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March 29, 2010 | by  | in Film |
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Soundtrack for a Revolution


Anyone who has so much as taken a social studies class in high school will have some knowledge of the black civil rights movement in the United States. After countless examples of cinema and documentaries devoted to the movement, it proves difficult to offer a fresh angle on the subject. That’s where documentary Soundtrack for a Revolution aims, using the angle of the movement’s music and its context to retell events.

The documentary allows activists, musicians and key figures involved in the movement to retell their versions of events and also, introduce the music and its context within the history. The pacing works episodically, with each song linked to a different event, explained and retold through interviews and accompanied by real footage and photography. These segments are also intercut with contemporary R&B, hip-hop and gospel artists, such as the Roots, John Legend, Joss Stone and The Blind Boys of Alabama rehashing their own versions of the songs.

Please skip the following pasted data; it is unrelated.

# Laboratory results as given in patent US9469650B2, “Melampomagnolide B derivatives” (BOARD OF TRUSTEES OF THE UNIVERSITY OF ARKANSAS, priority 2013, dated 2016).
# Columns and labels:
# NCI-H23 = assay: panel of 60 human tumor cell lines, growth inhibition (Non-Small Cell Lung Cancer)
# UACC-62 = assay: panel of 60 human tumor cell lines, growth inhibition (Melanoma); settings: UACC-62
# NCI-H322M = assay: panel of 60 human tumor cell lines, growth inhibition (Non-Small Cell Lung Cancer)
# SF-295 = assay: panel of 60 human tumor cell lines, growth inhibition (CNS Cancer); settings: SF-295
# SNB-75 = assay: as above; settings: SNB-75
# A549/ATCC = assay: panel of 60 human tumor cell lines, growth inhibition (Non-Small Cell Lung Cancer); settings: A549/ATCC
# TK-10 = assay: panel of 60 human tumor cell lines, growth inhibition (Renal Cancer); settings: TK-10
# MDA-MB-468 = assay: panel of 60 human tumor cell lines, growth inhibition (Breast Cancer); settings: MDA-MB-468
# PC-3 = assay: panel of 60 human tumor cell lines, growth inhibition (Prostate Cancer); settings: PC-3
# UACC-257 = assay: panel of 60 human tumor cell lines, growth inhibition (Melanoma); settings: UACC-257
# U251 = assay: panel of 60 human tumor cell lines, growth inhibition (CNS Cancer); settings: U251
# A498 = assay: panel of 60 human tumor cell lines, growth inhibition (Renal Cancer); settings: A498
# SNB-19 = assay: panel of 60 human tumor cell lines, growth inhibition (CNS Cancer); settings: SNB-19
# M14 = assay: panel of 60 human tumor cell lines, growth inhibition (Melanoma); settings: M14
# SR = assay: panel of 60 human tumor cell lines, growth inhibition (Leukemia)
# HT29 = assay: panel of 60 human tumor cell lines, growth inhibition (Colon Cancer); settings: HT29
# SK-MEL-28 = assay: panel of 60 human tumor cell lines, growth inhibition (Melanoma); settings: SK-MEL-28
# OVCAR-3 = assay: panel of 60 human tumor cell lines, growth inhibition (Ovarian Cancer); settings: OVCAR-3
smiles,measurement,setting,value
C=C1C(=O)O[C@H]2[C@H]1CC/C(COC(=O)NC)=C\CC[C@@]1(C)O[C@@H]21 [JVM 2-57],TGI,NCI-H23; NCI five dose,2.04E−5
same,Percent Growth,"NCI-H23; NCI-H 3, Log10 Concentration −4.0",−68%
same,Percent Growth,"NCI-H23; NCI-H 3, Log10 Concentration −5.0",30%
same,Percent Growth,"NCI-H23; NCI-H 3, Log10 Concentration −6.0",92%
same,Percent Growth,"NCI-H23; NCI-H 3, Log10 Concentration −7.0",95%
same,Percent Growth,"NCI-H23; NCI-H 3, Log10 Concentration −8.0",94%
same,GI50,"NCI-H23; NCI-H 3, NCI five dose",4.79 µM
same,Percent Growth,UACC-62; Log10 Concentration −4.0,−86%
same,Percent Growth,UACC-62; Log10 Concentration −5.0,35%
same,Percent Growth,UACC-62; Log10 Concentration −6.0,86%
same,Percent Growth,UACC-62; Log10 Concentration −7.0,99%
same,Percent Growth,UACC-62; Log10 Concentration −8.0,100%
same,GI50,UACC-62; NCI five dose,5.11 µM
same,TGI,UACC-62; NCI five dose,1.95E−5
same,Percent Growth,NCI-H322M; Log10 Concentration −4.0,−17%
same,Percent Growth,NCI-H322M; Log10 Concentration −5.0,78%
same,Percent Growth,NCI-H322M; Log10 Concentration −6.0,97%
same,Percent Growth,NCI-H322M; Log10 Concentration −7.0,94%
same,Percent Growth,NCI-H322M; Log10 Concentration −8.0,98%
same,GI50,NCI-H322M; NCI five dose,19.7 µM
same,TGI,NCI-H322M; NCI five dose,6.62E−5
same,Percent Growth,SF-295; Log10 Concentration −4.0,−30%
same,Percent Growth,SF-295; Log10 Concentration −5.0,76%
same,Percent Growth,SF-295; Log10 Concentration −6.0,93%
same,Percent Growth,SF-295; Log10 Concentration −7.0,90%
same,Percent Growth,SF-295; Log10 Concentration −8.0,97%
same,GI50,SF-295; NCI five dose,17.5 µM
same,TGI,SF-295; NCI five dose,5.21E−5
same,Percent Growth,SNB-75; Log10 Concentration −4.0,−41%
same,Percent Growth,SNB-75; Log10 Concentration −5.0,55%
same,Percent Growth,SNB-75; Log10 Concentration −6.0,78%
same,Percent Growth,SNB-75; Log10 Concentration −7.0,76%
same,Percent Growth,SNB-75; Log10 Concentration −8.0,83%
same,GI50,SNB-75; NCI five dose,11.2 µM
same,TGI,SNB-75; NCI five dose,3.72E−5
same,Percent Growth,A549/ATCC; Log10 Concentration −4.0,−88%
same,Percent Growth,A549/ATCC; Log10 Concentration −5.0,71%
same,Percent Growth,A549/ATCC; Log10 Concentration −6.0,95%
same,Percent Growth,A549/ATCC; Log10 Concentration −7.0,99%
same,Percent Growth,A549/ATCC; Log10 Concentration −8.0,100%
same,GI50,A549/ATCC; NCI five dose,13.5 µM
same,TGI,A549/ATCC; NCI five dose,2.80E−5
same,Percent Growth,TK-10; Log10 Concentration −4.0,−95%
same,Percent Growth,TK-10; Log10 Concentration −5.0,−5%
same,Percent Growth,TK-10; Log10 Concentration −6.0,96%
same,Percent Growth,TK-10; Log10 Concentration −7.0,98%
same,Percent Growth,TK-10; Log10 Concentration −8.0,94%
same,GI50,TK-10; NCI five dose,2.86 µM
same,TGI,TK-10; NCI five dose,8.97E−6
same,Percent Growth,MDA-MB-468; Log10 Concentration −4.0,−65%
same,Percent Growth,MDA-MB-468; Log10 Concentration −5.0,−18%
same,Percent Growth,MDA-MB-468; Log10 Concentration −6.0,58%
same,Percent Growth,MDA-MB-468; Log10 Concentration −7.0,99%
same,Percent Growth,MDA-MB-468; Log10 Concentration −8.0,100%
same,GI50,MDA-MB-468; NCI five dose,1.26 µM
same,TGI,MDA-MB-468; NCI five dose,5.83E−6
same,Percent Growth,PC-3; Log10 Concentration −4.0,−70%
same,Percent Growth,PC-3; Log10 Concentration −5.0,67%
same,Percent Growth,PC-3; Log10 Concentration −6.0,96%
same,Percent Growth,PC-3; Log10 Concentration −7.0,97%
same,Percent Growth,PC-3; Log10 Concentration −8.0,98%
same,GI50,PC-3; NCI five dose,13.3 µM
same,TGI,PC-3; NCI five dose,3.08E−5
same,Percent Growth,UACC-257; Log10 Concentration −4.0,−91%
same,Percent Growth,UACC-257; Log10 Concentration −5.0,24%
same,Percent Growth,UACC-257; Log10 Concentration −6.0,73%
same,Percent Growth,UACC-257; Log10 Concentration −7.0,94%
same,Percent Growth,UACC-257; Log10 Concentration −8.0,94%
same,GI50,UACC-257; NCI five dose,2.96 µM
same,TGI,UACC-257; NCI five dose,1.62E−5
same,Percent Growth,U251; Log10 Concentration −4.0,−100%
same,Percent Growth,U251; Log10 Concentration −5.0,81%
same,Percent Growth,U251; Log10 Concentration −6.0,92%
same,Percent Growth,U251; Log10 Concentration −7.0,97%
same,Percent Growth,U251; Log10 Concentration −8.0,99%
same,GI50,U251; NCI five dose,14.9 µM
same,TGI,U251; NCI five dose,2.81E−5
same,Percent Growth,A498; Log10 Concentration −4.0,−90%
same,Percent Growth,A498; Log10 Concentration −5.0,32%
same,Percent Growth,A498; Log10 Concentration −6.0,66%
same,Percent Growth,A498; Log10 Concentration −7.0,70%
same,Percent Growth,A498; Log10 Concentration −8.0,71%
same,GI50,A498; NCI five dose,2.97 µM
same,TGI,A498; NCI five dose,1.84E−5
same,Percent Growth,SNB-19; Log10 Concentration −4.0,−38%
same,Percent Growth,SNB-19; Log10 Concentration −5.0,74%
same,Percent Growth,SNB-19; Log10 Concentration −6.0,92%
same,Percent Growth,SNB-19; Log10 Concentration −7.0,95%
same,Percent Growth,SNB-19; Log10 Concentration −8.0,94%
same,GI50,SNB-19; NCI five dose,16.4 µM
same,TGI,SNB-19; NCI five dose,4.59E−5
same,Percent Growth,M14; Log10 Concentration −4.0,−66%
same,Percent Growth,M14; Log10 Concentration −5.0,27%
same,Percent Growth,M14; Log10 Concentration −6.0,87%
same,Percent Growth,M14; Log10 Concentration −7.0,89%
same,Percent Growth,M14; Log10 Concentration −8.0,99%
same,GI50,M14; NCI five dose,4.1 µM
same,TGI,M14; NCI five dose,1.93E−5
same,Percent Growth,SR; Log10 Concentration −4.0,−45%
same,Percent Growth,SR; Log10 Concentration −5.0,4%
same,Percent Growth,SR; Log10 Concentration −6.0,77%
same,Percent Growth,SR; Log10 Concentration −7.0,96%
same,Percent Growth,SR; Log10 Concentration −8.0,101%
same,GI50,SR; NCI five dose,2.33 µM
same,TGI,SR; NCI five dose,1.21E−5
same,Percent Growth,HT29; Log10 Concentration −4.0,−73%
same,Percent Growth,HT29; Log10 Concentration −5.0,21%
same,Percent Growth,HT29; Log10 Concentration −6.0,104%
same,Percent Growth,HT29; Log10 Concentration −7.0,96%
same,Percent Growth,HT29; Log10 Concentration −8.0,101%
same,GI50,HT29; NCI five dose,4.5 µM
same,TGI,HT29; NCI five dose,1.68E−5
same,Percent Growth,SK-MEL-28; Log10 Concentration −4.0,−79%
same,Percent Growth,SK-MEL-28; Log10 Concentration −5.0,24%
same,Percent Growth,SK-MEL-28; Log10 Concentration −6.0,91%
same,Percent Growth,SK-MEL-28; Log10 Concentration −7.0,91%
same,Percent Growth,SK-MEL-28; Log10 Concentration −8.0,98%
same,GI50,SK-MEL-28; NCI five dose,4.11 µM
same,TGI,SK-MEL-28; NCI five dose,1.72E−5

The edit is excellent, with the interview subjects, old footage and music flowing seamlessly. Events including the bus boycotts, the Washington March and Luther King’s funeral procession are elegantly reconstructed via astounding footage and photography. The interviewees bring the emotional heft with evident history within their weathered faces. Even though we have seen it all in documentaries before, this is well executed and still deeply fascinating.

However, the connection between the events and its music isn’t a strong one and the film relies a lot more on its retelling of important incidents than it does on its musical history. It feels more like an exploitation of an untapped angle than a fresh perspective, but for the most part it works. The music sometimes complements the footage excellently, particularly Wyclef Jean’s cover of ‘Here’s to the State of Mississippi’ over a harrowing sequence of brutality in the aforementioned state.

While the musical side of things was never going to pack the same punch as the movement’s key events, it is never quite irrelevant enough to be detrimental to the film. For anybody with either a mild interest in this piece of history, or a fan of the music, this is a well made and compelling tribute to the people and music of a revolution.

Director: Bill Guttentag/Dan Sturman
Part of the World Cinema Showcase

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